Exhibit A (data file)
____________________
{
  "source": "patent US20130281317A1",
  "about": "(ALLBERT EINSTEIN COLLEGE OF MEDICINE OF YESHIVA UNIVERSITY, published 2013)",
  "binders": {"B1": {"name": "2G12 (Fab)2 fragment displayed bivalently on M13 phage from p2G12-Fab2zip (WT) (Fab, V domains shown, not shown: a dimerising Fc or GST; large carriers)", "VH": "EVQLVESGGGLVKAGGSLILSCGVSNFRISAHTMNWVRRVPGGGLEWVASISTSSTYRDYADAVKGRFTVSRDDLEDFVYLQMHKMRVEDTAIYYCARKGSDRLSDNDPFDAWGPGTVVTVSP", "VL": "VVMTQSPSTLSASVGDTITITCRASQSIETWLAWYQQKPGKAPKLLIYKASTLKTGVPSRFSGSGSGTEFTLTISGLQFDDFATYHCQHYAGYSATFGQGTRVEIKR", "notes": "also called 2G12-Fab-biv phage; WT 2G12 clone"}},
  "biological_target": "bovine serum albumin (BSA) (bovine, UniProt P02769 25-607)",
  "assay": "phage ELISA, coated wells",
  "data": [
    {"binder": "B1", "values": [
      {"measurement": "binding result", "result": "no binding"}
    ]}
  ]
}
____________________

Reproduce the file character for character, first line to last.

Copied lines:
{
  "source": "patent US20130281317A1",
  "about": "(ALLBERT EINSTEIN COLLEGE OF MEDICINE OF YESHIVA UNIVERSITY, published 2013)",
  "binders": {"B1": {"name": "2G12 (Fab)2 fragment displayed bivalently on M13 phage from p2G12-Fab2zip (WT) (Fab, V domains shown, not shown: a dimerising Fc or GST; large carriers)", "VH": "EVQLVESGGGLVKAGGSLILSCGVSNFRISAHTMNWVRRVPGGGLEWVASISTSSTYRDYADAVKGRFTVSRDDLEDFVYLQMHKMRVEDTAIYYCARKGSDRLSDNDPFDAWGPGTVVTVSP", "VL": "VVMTQSPSTLSASVGDTITITCRASQSIETWLAWYQQKPGKAPKLLIYKASTLKTGVPSRFSGSGSGTEFTLTISGLQFDDFATYHCQHYAGYSATFGQGTRVEIKR", "notes": "also called 2G12-Fab-biv phage; WT 2G12 clone"}},
  "biological_target": "bovine serum albumin (BSA) (bovine, UniProt P02769 25-607)",
  "assay": "phage ELISA, coated wells",
  "data": [
    {"binder": "B1", "values": [
      {"measurement": "binding result", "result": "no binding"}
    ]}
  ]
}